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Twentieth National Congress of the CPC seeks to set target to achieve its second centenary goals by 2049

The Twentieth National Congress of the CPC will envision two stages towards building a greater modern socialist country. Despite the crackdown, sporadic protests were witnessed in Beijing.


New Delhi: Already having secured a ‘President for life’ term in March 2018 itself, the world awaits as to what second centennial goals does President Xi Jinping set for China to be achieved by 2049. The 20th National Congress of the Communist Party of China (CPC) which begins at the Great Hall of the People in Beijing from October 16 is expected to envision two stages towards building a great modern socialist country in all respects and set out strategic tasks and major measures.

Sun Yeli, the spokesman for the 20th National Congress at the media briefing informed that the agenda for the Congress has been set at a preparatory meeting held on Saturday.

During the weeklong event, delegates will hear and examine a report submitted by the 19th CPC Central Committee, examine a work report of the 19th Central Commission for Discipline Inspection, and deliberate and adopt an amendment to the Party’s Constitution, he said. 

The delegates will also elect the Party’s 20th Central Committee and its 20th Central Commission for Discipline Inspection, he said. The weeklong deliberations will conclude on October 22.

The 2,300 of the National Congress will elect the 20th Central Committee which will lead the work when the National Congress is not in session. The composition of the delegates comprises 33.6% members from the grassroots level, 8.4% are workers, 3.7% farmers, 11.6% are technocrats, 27% are female members and 8.9% members represent the minorities that also includes representatives from the Tibetan Autonomous Region (TAR).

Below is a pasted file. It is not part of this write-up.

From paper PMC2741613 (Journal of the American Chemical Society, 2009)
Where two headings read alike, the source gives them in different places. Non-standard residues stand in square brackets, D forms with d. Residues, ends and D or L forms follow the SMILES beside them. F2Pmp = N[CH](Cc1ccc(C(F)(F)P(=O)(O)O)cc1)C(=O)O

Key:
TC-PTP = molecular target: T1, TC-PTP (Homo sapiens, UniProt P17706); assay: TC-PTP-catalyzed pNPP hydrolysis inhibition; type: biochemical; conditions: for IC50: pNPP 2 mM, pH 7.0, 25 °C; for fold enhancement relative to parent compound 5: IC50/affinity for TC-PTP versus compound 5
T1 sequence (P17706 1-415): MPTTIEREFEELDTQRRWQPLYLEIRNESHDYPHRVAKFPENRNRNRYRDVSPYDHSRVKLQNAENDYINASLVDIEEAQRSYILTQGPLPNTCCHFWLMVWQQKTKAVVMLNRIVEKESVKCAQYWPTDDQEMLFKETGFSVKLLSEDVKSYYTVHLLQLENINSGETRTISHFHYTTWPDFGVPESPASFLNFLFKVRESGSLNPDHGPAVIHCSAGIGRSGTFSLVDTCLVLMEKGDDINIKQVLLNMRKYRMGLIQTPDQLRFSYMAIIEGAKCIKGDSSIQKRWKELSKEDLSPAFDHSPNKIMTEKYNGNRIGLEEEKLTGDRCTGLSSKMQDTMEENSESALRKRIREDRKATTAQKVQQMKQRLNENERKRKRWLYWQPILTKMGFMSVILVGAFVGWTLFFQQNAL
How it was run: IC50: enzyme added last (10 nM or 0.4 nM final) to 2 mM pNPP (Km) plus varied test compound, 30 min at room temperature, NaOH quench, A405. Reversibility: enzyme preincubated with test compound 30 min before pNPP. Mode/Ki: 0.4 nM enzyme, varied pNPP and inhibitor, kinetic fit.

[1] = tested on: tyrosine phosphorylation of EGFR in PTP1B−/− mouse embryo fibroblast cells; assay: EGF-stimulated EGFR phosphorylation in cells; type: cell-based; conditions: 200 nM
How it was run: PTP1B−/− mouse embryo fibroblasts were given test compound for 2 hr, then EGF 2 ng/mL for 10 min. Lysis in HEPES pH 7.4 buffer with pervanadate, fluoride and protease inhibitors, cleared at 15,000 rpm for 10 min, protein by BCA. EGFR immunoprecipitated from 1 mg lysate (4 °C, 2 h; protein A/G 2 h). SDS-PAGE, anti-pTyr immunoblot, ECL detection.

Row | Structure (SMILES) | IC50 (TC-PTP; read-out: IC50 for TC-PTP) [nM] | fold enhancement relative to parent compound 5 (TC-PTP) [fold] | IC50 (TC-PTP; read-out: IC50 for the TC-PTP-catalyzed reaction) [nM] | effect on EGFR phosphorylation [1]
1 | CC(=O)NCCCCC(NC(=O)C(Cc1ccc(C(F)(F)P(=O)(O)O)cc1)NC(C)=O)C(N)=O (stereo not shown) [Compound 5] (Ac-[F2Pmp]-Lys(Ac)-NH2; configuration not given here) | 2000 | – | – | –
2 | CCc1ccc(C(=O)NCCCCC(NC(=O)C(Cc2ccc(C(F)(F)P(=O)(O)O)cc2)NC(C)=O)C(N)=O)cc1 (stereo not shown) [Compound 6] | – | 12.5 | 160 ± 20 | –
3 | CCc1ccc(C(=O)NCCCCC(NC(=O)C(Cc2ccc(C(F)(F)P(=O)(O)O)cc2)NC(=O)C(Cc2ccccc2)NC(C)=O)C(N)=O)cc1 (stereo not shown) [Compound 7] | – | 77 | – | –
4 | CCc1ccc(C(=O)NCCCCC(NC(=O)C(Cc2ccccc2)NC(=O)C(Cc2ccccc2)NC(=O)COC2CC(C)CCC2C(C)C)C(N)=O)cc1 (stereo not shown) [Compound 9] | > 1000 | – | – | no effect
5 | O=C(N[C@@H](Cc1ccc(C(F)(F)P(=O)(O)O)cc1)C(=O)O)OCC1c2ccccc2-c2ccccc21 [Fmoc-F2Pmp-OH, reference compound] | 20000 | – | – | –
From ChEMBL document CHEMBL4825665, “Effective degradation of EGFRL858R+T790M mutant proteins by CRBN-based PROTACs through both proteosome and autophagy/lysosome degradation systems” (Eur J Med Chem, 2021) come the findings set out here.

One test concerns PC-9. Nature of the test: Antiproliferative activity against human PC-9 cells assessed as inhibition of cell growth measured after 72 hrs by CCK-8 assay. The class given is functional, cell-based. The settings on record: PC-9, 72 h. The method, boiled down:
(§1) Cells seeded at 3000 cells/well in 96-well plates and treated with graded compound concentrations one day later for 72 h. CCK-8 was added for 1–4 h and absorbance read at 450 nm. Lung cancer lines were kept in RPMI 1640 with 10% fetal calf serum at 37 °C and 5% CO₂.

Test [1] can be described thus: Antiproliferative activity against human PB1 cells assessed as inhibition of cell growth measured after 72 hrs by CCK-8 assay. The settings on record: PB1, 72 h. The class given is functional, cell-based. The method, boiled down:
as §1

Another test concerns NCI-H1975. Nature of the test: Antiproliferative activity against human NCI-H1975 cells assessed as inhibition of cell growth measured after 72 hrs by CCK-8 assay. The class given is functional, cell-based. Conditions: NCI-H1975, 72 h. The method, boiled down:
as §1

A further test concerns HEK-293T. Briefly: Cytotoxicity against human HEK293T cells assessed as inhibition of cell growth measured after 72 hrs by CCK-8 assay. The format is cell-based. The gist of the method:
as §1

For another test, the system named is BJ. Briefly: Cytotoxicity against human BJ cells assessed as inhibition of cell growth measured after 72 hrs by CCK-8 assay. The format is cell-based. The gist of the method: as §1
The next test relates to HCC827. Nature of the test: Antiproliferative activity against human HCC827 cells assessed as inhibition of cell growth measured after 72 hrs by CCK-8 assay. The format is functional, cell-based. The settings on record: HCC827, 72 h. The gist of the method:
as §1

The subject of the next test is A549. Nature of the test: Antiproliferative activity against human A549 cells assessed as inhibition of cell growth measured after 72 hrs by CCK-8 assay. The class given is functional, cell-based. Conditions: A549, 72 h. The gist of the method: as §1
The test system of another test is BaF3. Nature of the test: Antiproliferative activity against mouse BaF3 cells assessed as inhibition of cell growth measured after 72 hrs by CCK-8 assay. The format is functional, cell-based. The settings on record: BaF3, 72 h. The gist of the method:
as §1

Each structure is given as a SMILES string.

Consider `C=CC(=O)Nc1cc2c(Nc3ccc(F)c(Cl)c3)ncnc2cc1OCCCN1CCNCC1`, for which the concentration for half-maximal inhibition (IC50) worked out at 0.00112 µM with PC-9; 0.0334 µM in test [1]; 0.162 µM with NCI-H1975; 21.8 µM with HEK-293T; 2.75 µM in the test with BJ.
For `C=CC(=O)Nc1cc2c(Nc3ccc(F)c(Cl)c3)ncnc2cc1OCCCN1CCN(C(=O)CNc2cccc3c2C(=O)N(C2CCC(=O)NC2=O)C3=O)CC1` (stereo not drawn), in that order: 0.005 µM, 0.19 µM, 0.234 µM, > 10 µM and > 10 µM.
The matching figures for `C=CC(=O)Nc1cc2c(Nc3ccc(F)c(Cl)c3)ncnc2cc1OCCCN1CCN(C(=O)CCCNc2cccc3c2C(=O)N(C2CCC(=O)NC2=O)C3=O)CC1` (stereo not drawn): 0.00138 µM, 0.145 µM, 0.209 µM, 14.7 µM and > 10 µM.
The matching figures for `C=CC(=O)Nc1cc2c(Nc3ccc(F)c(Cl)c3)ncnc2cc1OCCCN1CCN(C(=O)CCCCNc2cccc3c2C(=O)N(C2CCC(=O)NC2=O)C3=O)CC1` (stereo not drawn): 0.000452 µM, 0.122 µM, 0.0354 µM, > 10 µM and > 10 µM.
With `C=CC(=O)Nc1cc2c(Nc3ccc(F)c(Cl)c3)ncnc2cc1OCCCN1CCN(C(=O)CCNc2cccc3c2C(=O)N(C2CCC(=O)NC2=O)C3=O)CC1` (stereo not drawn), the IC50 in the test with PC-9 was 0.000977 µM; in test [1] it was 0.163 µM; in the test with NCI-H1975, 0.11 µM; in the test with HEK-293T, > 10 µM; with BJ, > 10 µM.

What most of the international observers and experts will be looking at is what strategy, goals and response does President Xi Jinping spell out at the National Congress. The international community is eagerly awaiting President Xi Jinping thoughts on ‘One China policy’ in respect to the Taiwan issue, China’s relations with the US and its neighbours that includes India as well, its stand on the Russia-Ukraine war and how it deals with sporadic incidences of dissidence and protests that have erupted in Beijing in the run-up to the 20th National Congress.

Having declared himself ‘President for life’ in 2018 itself, President Xi Jinping joins the long list of Chinese Premiers who have held the post longer than him. Chairman Mao Zedong held the post for 27 years between 1949 to 1976; Jiang Zemin held the post for 16 years between 1989 to 2005, Deng Xiaoping for 11 years between 1978 to 1989.

President Xi Jinping was only elected to the post in 2012 and his term was to end in 2022. But before he could step down from office, Xi Jinping amended the Chinese constitution on March 11, 2018 declaring him as ‘President for life’, thus elevating himself to the status of Chairman Mao and Deng Xiaoping.